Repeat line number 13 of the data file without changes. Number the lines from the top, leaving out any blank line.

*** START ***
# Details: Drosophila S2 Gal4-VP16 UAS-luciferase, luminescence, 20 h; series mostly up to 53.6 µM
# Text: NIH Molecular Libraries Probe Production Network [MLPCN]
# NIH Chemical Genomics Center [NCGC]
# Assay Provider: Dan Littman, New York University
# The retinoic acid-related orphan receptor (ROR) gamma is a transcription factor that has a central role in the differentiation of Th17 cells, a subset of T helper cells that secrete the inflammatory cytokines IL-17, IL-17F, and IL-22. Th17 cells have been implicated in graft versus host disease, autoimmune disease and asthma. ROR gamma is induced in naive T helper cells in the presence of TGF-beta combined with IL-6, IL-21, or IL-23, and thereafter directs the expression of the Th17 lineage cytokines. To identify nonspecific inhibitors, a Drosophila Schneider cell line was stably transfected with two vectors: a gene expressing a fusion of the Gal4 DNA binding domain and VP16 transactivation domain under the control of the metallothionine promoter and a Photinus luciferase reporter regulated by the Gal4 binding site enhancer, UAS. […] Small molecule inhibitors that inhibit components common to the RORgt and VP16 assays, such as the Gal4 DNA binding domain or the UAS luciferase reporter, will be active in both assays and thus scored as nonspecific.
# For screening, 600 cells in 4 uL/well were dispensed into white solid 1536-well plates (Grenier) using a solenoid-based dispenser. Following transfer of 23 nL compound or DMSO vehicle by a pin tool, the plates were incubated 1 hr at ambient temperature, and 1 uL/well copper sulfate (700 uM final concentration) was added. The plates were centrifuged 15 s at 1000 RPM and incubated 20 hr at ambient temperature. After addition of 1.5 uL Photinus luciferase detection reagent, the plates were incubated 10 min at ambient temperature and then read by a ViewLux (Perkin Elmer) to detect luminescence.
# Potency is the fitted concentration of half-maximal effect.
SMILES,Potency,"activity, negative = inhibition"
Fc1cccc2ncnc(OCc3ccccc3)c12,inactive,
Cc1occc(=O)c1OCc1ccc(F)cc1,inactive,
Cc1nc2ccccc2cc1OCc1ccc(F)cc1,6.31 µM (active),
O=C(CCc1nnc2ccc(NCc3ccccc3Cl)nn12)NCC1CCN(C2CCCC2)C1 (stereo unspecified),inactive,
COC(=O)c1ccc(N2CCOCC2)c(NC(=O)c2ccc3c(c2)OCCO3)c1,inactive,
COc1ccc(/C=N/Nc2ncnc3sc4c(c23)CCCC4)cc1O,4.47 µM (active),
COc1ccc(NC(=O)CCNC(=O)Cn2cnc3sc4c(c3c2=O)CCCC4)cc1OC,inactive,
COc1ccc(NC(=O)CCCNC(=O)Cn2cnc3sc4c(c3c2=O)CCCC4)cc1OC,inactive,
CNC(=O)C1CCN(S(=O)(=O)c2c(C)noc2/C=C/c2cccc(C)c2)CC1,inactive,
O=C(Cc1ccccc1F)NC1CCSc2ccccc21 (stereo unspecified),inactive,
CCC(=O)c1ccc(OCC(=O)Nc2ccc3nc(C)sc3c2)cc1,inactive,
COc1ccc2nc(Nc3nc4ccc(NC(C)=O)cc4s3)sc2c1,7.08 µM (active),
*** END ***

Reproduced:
COC(=O)c1ccc(N2CCOCC2)c(NC(=O)c2ccc3c(c2)OCCO3)c1,inactive,